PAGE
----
Foods and Drinks to Encourage

Did You Know?
Assorted fruits and vegetables cut up into chunks, placed by small jars containing pureed versions of the same food.

When your child is between 6 and 12 months, some types of foods and drinks are better for your child than others.

To learn more, watch these videos from 1,000 Days.

Healthy eating patterns your child starts now will help promote healthy habits in the future. It is important to provide foods that match your child’s eating skills. At first, foods may need to be soft and mashed or bite-sized. Visit Tastes and Textures for more information.

Encourage Your Child to Eat

Offer your child a variety of fruits, vegetables, whole grains, meats, and yogurt or cheeses. Make a rainbow of different colored foods on your child’s plate. Here are a few examples:

  • Fruits: bananas, strawberries, pears, oranges, melons, or avocados.
  • Vegetables: cooked spinach, carrots, beans, peas, lentils, yams, or beets.
  • Whole grains: whole grain breads, crackers, or pastas.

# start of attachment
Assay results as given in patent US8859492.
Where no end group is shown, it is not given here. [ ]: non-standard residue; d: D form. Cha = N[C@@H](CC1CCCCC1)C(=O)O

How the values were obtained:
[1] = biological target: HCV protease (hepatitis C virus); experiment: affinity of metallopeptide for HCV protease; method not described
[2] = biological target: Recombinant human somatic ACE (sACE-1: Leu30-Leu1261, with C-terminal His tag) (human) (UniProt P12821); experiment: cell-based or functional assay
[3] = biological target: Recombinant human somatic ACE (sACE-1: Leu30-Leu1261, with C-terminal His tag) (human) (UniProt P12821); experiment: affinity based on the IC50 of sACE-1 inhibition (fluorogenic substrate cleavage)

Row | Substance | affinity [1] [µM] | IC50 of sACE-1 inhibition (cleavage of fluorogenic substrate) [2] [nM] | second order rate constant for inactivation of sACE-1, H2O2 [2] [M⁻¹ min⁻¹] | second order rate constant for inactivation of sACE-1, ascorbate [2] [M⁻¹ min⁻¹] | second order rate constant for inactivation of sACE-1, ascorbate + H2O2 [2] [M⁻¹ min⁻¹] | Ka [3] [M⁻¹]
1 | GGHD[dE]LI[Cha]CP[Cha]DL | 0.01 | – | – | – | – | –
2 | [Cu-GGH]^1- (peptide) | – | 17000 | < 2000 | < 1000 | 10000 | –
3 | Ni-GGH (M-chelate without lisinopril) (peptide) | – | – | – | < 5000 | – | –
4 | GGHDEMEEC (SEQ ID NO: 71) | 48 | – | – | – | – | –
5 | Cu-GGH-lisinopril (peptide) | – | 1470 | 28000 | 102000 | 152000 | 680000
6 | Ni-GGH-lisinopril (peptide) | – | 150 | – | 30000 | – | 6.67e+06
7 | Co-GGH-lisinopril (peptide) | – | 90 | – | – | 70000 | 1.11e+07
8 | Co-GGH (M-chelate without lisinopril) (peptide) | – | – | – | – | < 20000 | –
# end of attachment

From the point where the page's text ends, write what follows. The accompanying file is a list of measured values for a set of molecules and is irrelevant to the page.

• Proteins: soft, small pieces of beef, lamb, chicken, fish, turkey, eggs, or tofu.
  • Dairy: pasteurized cheeses or yogurts, including soy-based yogurt.

Once your child is 12 months old, he or she may be eating more of the foods that you eat. Eating a healthy diet sets a good example for your toddler. Continue to offer a variety of healthy options and allow your child to choose foods to eat.

Encourage Your Child to Drink

When your child is between 6 and 12 months old, you can offer your child:

  • Water (4 to 8 ounces per day).
  • Breast milk (if you are still breastfeeding) or infant formula.

Once your child is 12 months old, you can begin offering plain whole cow’s milk or fortified unsweetened soy beverages. Starting at 24 months old, move to low-fat (1%) or fat-free dairy milk.

For ideas on different meals or snacks for your child, visit the USDA’s MyPlate Recipes page.

A crawling child

Children less than 2 should not have any added sugars in their diet.

A smiling boy

Children 2 – 5 years have limited room in their diet for foods or beverages with added sugars. Learn more about what foods and drinks young children should avoid or limit.

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